FAO FISHERIES TECHNICAL PAPER 202 FIR/T202
Senior Fishery Resources Officer
and Environment Division
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FOOD AND AGRICULTURE ORGANIZATION OF THE UNITED NATIONS Rome, 1983
© FAO 1983
The FAO Regional Fishery Bodies dealing with Inland Fisheries have, at various times, requested exchanges of information and training on aspects of river fisheries. This document, which has been prepared in response to these requests, is intended to form a background document to training courses, working parties and workshops held on this topic in the diverse regions. It can also be read as an independent primer on the assessment and management of river fishery resources.
FAO Fisheries Department
FAO Regional Fishery Officers
|For bibliographic purposes this document should
be cited as follows:
Welcomme, R.L., 1983 River basins. FAO Fish. Tech.Pap., (202):60 p.
Rivers may be conveniently divided into fast-flowing, upland reaches and slow-flowing reaches on the lowlands. Rapids reaches tend to divide into pools and riffles, which alternate along the river channel. The lowland reaches are normally flanked by floodplains, which often extend over large areas. To a great extent the ecology of a river is conditioned by its flood regime and the living organisms of the system including the fish are highly adapted to these seasonally repetitive events. Because of the extent of the flooded zones and the increase in production which occurs during flooding, the lowland reaches of rivers usually support fisheries of exceptional value.
The fishing communities which exploit rivers are equally adapted to the changes in flood regime and migrate from one area to another within the system or have alternative occupation for the flood periods when fish are less available. The fishing gear also tends to be adapted to the seasonal changes occurring within the fish communities, particularly where such fisheries have existed for a long period of time. Normally, when fish are moving actively within the system during the period of the rising flood or when the waters are returning to the main channel, fishing with passive gears is preferred, whereas active methods are more common during the low water period when the fish themselves remain relatively inactive.
There are many methods which may be used for the evaluation of fisheries or of fish stocks. Without doubt because of the linear character of rivers and the great spatial dispersion of the individual elements of the fishery (fishermen, villages, canoes, etc.), evaluation is difficult and requires much time and money. In general, there are three main levels at which fisheries or fish stocks may be evaluated. The first consists in using rapid methods for the approximate evaluation of fish stocks based on extrapolation from other similar river systems. The second consists in the evaluation of the fishery through frame surveys and catch assessment surveys. The third level consists in more traditional methods for assessment of the stocks by experimental fishing and traditional stock assessment methodology.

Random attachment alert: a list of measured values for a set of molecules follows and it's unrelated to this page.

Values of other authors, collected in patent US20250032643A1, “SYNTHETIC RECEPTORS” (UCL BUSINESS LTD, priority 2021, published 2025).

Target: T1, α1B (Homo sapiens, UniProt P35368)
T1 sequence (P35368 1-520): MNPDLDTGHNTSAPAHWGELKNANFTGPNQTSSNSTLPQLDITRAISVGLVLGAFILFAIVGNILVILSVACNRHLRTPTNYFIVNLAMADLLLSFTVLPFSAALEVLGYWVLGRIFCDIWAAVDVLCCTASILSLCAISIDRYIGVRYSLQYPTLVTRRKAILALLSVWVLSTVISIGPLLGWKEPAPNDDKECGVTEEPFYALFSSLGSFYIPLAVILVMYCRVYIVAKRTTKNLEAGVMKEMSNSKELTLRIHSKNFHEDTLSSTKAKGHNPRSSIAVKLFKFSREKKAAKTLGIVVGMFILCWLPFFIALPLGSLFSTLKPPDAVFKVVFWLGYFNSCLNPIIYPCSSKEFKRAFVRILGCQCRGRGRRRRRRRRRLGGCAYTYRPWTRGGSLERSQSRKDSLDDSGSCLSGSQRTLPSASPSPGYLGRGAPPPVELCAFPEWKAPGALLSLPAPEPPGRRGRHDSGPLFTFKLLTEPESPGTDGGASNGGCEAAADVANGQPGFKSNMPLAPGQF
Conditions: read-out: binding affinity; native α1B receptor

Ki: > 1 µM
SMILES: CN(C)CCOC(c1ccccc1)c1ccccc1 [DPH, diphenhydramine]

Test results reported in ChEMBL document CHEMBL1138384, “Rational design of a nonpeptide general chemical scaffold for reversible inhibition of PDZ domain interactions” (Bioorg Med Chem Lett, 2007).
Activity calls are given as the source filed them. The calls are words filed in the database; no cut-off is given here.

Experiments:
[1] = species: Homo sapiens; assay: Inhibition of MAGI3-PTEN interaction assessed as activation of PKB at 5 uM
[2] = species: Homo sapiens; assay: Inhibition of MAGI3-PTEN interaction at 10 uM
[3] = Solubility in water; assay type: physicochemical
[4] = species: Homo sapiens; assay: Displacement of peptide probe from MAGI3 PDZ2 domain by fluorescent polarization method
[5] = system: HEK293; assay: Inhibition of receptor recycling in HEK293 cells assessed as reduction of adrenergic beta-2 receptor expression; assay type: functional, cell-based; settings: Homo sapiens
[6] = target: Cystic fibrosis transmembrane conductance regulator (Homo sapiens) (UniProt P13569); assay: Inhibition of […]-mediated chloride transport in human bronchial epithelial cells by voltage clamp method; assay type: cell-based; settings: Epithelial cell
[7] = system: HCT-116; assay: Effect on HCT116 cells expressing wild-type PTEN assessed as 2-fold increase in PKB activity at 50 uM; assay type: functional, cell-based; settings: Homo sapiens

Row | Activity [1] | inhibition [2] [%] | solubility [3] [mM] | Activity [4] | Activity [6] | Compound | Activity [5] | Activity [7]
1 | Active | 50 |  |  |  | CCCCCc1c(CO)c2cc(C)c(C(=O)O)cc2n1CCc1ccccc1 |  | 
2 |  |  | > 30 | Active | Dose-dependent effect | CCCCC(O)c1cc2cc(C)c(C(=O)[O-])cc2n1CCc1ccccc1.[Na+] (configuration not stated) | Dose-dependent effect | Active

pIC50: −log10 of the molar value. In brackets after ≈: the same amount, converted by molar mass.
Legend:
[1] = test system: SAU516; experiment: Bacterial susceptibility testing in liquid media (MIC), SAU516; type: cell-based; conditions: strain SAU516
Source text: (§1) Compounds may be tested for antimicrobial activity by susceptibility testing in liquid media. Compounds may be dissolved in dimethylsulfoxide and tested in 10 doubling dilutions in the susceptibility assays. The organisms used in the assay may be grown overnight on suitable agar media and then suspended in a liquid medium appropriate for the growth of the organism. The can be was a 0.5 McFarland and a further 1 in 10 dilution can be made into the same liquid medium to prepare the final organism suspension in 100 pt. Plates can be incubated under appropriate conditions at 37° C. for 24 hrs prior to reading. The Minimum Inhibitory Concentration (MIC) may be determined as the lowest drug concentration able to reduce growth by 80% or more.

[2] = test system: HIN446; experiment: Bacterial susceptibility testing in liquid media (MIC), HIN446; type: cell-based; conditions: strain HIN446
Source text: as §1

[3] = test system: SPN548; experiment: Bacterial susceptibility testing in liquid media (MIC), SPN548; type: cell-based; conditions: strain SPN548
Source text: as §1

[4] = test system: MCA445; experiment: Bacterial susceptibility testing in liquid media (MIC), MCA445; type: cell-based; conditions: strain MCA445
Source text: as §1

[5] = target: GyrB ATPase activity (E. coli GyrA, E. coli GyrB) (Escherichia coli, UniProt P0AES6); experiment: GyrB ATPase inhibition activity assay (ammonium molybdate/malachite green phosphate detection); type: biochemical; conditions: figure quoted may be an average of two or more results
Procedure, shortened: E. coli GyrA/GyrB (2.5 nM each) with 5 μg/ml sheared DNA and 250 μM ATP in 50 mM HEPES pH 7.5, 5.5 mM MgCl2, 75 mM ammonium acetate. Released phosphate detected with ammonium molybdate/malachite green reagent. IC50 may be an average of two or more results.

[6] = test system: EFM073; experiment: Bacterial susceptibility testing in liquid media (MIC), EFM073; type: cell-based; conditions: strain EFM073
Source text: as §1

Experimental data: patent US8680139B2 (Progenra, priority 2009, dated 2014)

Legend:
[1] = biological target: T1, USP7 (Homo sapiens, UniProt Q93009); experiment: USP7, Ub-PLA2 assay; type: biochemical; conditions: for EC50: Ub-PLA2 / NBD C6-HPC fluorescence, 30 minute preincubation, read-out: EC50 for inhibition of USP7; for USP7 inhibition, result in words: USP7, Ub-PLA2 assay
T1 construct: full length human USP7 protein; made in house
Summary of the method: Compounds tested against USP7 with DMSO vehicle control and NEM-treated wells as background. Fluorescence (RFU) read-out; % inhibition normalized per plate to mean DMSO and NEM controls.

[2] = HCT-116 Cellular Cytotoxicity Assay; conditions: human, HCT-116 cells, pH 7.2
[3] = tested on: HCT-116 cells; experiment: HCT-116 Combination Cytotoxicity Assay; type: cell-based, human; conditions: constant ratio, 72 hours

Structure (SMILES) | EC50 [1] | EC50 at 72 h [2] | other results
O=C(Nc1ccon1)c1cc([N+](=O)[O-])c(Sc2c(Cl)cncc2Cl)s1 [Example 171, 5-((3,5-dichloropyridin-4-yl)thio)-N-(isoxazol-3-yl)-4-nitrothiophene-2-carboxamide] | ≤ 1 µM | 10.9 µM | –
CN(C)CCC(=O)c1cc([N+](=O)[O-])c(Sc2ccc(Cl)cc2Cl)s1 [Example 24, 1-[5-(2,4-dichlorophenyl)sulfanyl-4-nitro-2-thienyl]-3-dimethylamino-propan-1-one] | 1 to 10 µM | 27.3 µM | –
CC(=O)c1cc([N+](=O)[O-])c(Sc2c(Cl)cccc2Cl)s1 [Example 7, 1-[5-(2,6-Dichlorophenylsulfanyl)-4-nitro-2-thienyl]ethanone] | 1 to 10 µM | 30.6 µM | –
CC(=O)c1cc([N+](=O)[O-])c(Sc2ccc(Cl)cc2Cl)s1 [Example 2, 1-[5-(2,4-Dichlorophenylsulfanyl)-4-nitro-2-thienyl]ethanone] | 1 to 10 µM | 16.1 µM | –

In addition to fishing, there are many other communities which use the water and, consequently, affect in one form or another the fish communities and the fisheries based upon them. Changes in the quality of water through pollution exercises a direct effect on the fish, whereas other processes such as sedimentation can produce changes in the morphology of the river and thereby less directly the fish populations. Because the fish communities are so well adapted to seasonal flooding and depend on it for their reproduction and feeding, whatever activity tends to alter flow also influences the behaviour and abundance of the fish. Thus, hydraulic works, in general, whether carried out for the generation of electricity, flood control, facilitation of navigation or agriculture, are all prejudicial to the fishery in one form or another.
There is a range of management techniques to compensate for the effects of these changes and to ensure that the stocks of fish within a river be utilized in the best way. These include initially the careful control of the fishery within the natural environment but tend to become increasingly concerned with the control of those abiotic factors whereby the aquatic system is controlled. In systems that are completely controlled it is normally necessary to consider new types of fisheries whether these be in the new reservoirs created by the dams or by other forms of intensive or extensive aquaculture in the plains downstream.
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|ECOLOGY OF RIVER FISHERIES
|FORM OF RIVER SYSTEMS
|Types of river
|GENERAL OBSERVATIONS ON THE ECOLOGY OF RIVERS
|THE CHARACTERISTICS OF FISHERIES IN RIVER SYSTEMS
|USE OF RESOURCES
|Types of fishermen
|EFFECTS OF FISHING
|ASSESSMENT OF FISHERIES AND FISH STOCKS IN RIVERS
|TYPES OF ASSESSMENT
|RAPID METHODS FOR ASSESSING FISHERY POTENTIAL
|Binns and Eiserman's method
|The African river fisheries model
|Other simple correlation methods
|ASSESSMENT OF THE FISHERY
|Stratification of the system
|Catch assessment surveys
|ASSESSMENT OF THE FISH STOCK
|Total removal methods
|Swept area methods
|Repeated catching methods
|Estimates based on catch statistics
|ESTIMATES OF YIELD CONTROLLED BY ENVIRONMENT
|CHOICE OF METHOD
|THE EFFECTS OF OTHER USES OF RIVER BASINS ON FISHERIES
|Changes in flow
|Siltation and erosion
|EFFECTS OF INDIVIDUAL USES
|Wildlife parks and nature reserves
|DEVELOPMENT AND MANAGEMENT OF RIVER FISHERIES
|OBJECTIVES AND STRATEGY
|MANAGEMENT OF RIVER SYSTEMS FOR FISHERIES
|DIRECT MANAGEMENT OF THE FISHERY
|Improved environment and ecology
|DEVELOPMENT OF NEW FISHERIES
|Aquaculture in river systems
|Intensive aquaculture in ponds
|Cage culture in rivers